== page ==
A cover letter is a letter of introduction in which you present yourself to your prospective employer. Of all the documents that form part of your application, it will probably be the first document that will be read. It has to be clear, self-contained, compelling and a good read the first time around.
You should always send a cover letter with your job application, unless you’re told not to. Even a short, but thoughtful cover letter can make a difference. For reasons why you should send a cover letter, see: Should I Send a Cover Letter?
Address Your Cover Letter to the Right Person
It is important that you know who to address your cover letter to. Imagine yourself reading a letter that is intended for you, but that fails to mention your name. Not good, right? Find out the name of the person who will have the final say on who gets hired and address your cover letter to that person. Mentioning his or her name in your cover letter makes you instantly more relatable.
Tailor Your Cover Letter
Now that you know who to address your cover letter to, you need to show that he or she is your center of attention. In order to do that, you must tailor your cover letter to the specific position you’re applying to.
Avoid sending generic cover letters. They just scream “I’m not that interested!” To the contrary, you’re interested! That’s why you’re applying! Don’t send mixed messages. Be consistent all the way. Beyond tailoring your cover letter, research the position, the organization and the industry. Knowing what to emphasize is key as well.
It is preferable to apply to less positions, but spend more time on each application. You just need one job. Rank the ones that interest you most and focus on them.
Complement Your Resume
Your cover letter is there to introduce your candidacy and lay the path for the recruiter to later look at your resume in more detail. A good cover letter will keep the reader interested and wanting more. This is what you want to aim for.
Your cover letter goes hand-in-hand with your resume. It should therefore also match the look of your resume.
Refer to key aspects of your candidacy without repeating what is already in your resume. You don’t want to sound redundant. For instance, you can mention your key achievements and how they qualify you for the position. If you’ve made your point, the recruiter will take a closer look at your resume. Thus, you only need to highlight key aspects of your candidacy in your cover letter or, in other words, wet the reader’s appetite.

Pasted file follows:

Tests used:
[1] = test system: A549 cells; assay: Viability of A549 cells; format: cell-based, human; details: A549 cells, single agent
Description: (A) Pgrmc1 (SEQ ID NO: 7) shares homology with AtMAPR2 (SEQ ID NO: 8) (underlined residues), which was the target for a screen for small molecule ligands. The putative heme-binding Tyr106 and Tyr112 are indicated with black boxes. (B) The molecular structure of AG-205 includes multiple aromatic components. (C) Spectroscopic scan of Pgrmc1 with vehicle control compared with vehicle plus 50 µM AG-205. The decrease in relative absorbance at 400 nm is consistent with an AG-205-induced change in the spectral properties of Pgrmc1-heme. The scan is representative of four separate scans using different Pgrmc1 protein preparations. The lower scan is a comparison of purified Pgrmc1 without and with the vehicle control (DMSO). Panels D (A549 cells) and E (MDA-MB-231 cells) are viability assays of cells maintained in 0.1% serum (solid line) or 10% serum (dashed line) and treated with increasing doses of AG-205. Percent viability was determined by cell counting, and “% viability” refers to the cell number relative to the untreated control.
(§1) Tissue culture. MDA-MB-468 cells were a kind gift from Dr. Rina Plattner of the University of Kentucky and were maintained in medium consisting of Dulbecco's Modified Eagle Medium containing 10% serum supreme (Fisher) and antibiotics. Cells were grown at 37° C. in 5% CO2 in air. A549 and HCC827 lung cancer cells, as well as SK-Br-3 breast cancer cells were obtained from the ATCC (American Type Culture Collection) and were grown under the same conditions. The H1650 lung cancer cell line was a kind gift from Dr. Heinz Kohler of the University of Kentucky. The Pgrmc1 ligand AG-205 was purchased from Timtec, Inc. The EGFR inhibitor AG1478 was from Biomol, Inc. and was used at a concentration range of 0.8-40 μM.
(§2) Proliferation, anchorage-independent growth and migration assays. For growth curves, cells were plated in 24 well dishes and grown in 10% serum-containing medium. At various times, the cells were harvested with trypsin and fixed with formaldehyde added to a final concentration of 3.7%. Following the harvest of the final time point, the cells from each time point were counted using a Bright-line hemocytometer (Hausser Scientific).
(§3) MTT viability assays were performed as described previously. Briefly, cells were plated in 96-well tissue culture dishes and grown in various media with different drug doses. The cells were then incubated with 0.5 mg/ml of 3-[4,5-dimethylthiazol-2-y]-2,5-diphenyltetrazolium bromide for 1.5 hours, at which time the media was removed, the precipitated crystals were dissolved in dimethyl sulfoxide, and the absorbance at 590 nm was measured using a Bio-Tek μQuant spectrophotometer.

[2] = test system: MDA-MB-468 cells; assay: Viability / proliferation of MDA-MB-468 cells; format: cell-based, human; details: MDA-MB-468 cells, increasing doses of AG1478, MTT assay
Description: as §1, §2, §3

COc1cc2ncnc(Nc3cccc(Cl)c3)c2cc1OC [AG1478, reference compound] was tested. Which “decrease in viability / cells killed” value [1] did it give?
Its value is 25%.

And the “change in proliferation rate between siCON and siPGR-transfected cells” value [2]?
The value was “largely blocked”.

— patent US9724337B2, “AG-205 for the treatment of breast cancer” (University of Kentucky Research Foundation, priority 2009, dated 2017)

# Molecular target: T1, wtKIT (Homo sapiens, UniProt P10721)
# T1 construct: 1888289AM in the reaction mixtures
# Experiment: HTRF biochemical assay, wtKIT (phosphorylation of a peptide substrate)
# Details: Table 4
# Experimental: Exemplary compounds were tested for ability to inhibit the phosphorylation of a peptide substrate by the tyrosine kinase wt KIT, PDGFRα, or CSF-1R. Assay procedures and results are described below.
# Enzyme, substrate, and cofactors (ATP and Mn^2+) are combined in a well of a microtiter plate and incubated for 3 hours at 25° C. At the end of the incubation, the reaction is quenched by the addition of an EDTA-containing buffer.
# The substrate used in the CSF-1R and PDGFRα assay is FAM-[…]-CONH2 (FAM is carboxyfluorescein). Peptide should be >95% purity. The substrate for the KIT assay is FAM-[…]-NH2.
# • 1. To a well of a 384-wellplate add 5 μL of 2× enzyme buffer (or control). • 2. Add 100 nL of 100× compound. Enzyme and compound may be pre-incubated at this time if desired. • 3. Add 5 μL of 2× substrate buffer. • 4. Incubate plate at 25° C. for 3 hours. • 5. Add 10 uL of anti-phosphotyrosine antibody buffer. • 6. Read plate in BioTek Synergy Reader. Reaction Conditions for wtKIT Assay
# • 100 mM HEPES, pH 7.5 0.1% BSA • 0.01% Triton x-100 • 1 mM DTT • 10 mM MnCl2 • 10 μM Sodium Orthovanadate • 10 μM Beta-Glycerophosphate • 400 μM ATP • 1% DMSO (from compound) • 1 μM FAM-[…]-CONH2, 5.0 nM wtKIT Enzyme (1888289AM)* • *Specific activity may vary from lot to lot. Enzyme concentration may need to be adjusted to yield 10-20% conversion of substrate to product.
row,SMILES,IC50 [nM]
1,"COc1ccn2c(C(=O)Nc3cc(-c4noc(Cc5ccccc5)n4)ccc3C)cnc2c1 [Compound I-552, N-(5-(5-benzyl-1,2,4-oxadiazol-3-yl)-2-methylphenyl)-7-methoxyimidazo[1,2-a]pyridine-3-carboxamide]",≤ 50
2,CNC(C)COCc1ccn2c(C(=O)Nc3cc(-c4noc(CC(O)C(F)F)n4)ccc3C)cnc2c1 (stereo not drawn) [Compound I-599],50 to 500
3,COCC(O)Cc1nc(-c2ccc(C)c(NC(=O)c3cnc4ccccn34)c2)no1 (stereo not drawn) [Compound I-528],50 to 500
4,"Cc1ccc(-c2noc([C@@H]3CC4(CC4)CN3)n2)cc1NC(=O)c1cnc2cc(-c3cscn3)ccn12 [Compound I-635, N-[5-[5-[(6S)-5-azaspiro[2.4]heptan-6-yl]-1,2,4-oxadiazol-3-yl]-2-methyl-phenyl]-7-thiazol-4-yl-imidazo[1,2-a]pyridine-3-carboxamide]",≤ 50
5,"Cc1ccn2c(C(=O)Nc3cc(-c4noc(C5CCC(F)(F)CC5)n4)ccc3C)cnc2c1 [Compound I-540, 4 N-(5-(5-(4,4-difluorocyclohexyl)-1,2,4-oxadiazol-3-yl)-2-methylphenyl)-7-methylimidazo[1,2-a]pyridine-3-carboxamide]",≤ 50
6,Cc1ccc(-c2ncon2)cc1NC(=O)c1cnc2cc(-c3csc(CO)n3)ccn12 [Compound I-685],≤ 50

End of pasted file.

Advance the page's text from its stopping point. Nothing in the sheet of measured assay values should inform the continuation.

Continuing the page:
Read this article on how to format your cover letter: Choosing the Best Cover Letter Format: When to Use Bullets, Paragraphs, and/or Tables
Address the Key Questions
A cover letter is more often than not a letter of introduction coming from a total stranger. Thus, you need to ease your way in by giving some background about yourself and mentioning why you’re interested in the position. Then, you can go to the substance of your cover letter and address the key question of why you are a good fit for the position.
If there are issues that may hinder your candidacy, now is the time to address them. Whether you’ve been away from the workforce for a few years, are changing industry or are relocating, address the issue succinctly and move on. You don’t want to sound defensive or like you’re trying to justify yourself.
You may have reservations about your candidacy or think that you lack some qualifications. However, it’s not for you to decide for the recruiter. You just need to put your best foot forward. It’s up to the recruiter to decide if there’s a potential fit and invite you to the job interview.
Your sentences should be clear, precise and impactful. How you convey your thoughts is as important as what you’re trying to convey. Your cover letter needs to be eloquent. How do you get there? Keep your sentences short and stick to the point you’re trying to make. Impress with the simplicity and clarity of your sentences. You don’t need to use fancy words. Your cover letter should be an easy read the first time around.
Close on a Strong Note
Stay positive and consistent throughout your cover letter. As you conclude, reiterate your interest in the position. Ask for the job and the opportunity to contribute to the organisation.
Not Too Long
Your cover letter should not be longer than one page unless you have very good reasons to go beyond. Keep your cover letter succinct and relevant. Remove all that is not necessary. Including irrelevant information in your cover letter will only dilute its impact.
How do you know if something is relevant? If it helps advance your candidacy. If not, then it’s probably not relevant or important enough to include in your cover letter.
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IF YOU'RE NOT SURE HOW TO GO ABOUT WRITING YOUR COVER LETTER, HERE ARE SOME STEPS
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If Need Be, Get Help
Last but not least, if you don't feel capable of writing a good cover letter, you should consider asking someone to help you. You only have one chance at making the right impression. The fact that you don't have good writing skills does not necessarily reflect on your capabilities. It should therefore not hinder your prospects of landing the job that you deserve.